‘Let children fight back against playground bullies'
A LEADING clinical psychologist has urged parents to give their children permission to `fight back' against playground bullies - even if it means getting into trouble at school.
David Coleman, who specialises in working with children, teenagers and their families and has fronted several RTÉ programmes, argues it is important for children who are regularly being "pushed, poked or tripped in the schoolyard" to "feel that they can assert themselves".
"I don't want my child to be aggressive, or domineering, but I do want them to show that they are not willing to let anyone push them around," he wrote in his Irish Independent column.
He said similar comments he had made recently on RTE radio had led to responses from "some parents and... (a couple of) primary school principals" who "feel that a child should submit to physical bullying".
Coleman questioned "what that will achieve, other than to identify them as a future target for more of the same".
"One child (or group of children) is attacking another. Either this happens as a once-off occurrence, or if it is sustained, repeated and insidious, it becomes bullying," he said.
"In my experience, and the experience of many of the youngsters that I have worked with, if an initial physical attack is not met with some degree of physical response, then it tends to happen again.
"... In most cases, if a physical attack leads to a physical response, like a shove, or a thump, it may develop into a full-blown fight, but that then tends to be the end of it. There is rarely a `second go'."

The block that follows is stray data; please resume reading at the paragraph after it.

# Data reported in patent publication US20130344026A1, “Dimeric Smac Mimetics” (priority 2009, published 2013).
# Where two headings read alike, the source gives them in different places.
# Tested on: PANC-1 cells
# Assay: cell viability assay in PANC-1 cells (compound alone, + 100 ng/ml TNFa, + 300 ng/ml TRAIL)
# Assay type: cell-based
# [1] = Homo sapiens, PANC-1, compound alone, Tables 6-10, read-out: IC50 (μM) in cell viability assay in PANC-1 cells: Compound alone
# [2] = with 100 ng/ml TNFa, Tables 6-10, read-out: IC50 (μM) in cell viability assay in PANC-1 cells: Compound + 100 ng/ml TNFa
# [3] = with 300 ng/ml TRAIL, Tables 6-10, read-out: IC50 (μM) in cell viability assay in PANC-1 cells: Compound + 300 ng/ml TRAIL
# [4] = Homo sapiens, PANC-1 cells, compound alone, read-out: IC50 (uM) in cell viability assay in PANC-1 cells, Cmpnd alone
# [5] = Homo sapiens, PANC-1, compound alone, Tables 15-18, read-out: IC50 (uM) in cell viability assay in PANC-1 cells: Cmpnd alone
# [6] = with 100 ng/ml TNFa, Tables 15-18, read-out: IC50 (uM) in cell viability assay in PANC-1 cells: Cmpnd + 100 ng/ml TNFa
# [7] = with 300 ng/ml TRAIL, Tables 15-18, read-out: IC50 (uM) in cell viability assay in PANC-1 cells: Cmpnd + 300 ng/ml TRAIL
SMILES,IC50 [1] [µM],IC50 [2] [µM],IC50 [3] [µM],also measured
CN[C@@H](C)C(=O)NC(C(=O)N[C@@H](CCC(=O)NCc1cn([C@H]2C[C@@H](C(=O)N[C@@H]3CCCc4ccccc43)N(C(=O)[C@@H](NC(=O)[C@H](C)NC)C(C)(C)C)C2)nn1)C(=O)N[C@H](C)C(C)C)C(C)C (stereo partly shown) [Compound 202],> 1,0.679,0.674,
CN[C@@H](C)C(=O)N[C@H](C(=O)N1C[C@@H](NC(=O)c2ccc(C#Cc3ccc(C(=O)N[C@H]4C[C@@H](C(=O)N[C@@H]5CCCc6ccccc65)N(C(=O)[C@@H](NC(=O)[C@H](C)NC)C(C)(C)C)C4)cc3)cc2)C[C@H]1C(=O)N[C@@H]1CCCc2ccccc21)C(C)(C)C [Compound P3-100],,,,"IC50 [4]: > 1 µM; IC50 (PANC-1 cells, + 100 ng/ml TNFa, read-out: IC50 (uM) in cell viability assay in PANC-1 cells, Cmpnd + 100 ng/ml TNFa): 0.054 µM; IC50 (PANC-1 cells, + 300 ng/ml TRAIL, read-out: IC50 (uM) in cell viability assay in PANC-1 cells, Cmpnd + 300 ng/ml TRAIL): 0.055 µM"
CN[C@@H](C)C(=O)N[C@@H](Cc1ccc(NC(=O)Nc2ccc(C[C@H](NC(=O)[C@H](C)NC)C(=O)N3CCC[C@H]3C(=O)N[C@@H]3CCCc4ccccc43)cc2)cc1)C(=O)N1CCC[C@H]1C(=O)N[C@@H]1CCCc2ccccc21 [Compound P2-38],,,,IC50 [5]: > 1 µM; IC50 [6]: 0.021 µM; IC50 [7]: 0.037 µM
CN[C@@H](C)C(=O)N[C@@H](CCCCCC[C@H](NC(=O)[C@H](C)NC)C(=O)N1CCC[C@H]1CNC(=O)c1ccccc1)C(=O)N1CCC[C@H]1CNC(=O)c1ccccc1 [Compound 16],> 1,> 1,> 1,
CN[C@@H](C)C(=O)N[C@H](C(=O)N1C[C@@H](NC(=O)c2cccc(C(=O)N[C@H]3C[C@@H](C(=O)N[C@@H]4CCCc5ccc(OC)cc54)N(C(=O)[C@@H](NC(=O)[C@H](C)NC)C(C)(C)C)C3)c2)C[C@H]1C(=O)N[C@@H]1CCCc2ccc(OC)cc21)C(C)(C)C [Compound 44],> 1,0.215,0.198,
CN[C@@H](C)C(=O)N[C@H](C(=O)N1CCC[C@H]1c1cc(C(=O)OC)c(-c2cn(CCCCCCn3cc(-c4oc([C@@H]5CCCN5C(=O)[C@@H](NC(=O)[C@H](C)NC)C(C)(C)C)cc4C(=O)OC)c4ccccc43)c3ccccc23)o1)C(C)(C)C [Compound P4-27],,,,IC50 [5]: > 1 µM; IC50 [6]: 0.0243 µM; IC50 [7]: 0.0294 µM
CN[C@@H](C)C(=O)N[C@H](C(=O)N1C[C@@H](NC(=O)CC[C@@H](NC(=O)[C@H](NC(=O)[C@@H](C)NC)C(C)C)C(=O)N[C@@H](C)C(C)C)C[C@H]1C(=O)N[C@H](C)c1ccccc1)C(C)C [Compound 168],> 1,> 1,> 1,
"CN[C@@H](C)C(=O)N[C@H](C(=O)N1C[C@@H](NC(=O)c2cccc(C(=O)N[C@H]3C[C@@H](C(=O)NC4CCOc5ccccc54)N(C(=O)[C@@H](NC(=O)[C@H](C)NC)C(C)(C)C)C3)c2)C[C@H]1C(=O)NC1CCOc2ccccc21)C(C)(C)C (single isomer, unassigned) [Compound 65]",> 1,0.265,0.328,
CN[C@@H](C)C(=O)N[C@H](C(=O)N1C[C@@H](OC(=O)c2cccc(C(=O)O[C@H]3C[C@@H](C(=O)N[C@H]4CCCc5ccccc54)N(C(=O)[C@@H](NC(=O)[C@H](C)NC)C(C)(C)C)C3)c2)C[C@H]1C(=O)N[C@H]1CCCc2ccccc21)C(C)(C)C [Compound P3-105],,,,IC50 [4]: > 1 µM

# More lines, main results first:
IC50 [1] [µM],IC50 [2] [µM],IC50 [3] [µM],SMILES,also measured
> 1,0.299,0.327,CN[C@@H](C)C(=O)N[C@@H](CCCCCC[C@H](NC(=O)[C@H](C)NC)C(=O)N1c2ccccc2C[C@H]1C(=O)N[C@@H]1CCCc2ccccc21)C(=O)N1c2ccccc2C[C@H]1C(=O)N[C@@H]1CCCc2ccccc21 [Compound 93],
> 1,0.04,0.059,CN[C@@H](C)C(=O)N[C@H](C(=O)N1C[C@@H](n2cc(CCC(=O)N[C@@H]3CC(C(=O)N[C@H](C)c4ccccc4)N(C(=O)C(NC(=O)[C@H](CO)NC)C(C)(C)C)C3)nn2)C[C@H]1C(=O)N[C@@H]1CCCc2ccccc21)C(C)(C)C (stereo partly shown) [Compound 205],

However, he argues that if a child submits to the first attack "they are at much greater risk of receiving another the next day" and that continuing.
Coleman questions why one child should be compelled to accept another's dominance.
"Who gave the other kid the right to push my child around? Nobody did. But children, absolutely, have the right to defend themselves," he said.
He cautioned against parents allowing their children to think that fighting is desirable or to strike first, but insisted "it is fine for children to hear that fighting has its place".
"I believe fighting fire with fire is an appropriate way to respond to physical bullying," he said.
He acknowledged that there will be consequences, such as injury to the child or the attacker and "your child might get sanctioned for fighting" by teachers, but he said it would be "worth it" in the long run.
Coleman also suggested teaching children martial arts or self-defence as children with such skills "often exude that extra self-assurance that can even prevent an attack".